Benfotiamine is a man-made vitamin B1, and patients take it to treat different conditions related to low thiamine levels or thiamine deficiency syndromes, such as neuritis or inflammation or nerves, beriberi, pregnancy or pellagra. This medicine is also taken to treat specific digestive issues, including ulcerative colitis, poor appetite and ongoing diarrhea.
Benfotiamine is also taken to boost the immune system and treat such conditions as:
AIDS and aging;
Heart diseases and cerebellar syndrome;
Alcoholism and vision issues.
Sometimes, Benfotiamine is also taken to improve athletic performance. Other common uses include preventing the progression of kidney diseases and cervical cancer in people with diabetes. Some patients take it to achieve the following goals:
Maintaining their positive attitude;
Increasing energy levels and improving learning abilities;
Preventing memory loss and fighting stress.
Nowadays, healthcare providers give special Benfotiamine shots for different thiamine deficiency syndromes in sick people, coma and alcohol withdrawal. Vitamin B1 is required by the human body to use carbs properly, and that’s why patients start its intake.
Benfotiamine Safety and Possible Side Effects
This medication is comparatively safe when people take it orally in proper amounts. In rare cases, some users may end up with skin irritation and allergic reactions. Benfotiamine is also safe when it’s given intravenously by healthcare providers. Unfortunately, it may not enter the bodies of some people properly, because they have liver issues, drink a lot of alcohol and have other health conditions.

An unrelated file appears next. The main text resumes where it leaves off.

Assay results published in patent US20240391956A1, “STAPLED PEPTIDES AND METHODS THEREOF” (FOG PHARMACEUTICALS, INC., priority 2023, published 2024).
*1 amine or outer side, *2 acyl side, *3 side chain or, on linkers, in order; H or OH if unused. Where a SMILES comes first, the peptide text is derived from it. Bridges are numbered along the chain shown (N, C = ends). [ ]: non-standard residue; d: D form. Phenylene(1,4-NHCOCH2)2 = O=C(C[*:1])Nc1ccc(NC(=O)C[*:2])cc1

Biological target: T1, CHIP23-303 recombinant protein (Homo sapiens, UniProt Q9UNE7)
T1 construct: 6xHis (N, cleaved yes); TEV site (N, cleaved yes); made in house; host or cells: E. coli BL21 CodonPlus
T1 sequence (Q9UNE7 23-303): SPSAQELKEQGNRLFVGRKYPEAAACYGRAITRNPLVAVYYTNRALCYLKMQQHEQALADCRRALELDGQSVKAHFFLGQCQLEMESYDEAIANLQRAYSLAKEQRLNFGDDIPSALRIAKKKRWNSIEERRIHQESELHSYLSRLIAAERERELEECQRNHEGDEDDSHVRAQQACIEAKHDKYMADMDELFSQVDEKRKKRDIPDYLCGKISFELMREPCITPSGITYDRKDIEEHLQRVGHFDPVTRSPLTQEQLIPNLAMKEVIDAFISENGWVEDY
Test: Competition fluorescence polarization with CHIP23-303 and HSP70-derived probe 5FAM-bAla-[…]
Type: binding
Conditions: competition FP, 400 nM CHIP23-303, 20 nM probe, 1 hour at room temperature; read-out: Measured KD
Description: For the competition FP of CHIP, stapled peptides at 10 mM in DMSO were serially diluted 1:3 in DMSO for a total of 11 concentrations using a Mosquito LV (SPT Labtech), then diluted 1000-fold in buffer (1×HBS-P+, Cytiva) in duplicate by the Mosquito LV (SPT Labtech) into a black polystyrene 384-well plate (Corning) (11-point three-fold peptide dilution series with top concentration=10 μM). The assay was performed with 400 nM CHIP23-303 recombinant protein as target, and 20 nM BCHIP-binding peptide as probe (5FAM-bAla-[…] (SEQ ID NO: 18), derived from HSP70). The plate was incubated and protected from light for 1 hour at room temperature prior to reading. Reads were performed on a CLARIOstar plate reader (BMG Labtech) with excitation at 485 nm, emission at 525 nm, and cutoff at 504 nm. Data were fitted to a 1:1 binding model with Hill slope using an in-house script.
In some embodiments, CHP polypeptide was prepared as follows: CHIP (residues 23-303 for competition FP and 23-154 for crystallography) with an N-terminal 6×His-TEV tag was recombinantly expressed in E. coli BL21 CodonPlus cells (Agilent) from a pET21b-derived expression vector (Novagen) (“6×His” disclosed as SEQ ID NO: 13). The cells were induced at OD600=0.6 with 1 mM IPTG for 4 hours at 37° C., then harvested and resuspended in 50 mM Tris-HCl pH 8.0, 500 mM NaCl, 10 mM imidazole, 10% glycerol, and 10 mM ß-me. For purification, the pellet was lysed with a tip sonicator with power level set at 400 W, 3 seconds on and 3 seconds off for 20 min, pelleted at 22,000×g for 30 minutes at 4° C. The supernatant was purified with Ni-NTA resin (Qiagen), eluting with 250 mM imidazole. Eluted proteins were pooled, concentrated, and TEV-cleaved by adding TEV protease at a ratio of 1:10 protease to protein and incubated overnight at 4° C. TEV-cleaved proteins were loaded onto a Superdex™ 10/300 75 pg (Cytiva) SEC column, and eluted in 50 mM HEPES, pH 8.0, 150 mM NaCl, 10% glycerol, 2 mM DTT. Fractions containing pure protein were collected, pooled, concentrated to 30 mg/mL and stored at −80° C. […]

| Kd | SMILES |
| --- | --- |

Special Warnings and Precautions
When it comes to breastfeeding and pregnancy, Benfotiamine is likely safe for breastfeeding and pregnant women, but it’s not allowed to exceed the recommended daily dose of 1.4 mg. If you take it with other pharmaceutical products, its effects may alter, thus, increasing the risk of possible side effects and causing meds not to work correctly. Inform doctors about other vitamins, drugs and herbal supplements that you’re taking to avoid unwanted drug interactions. Don’t take Benfotiamine with the following drugs:
Before you start this treatment, report other health conditions that you have, because some of them can make you more susceptible to Benfotiamine adverse reactions. You should be careful if you have the following conditions:
Pregnancy and breastfeeding;
Blood clotting and bleeding disorders;
Ulcerative colitis and Crohn’s disease;
Stomach ulcers with active bleeding.
Common Side Effects
Severe side effects are rare when taking this medication. Some of the most common reactions caused by Benfotiamine include:
Moderate skin rash;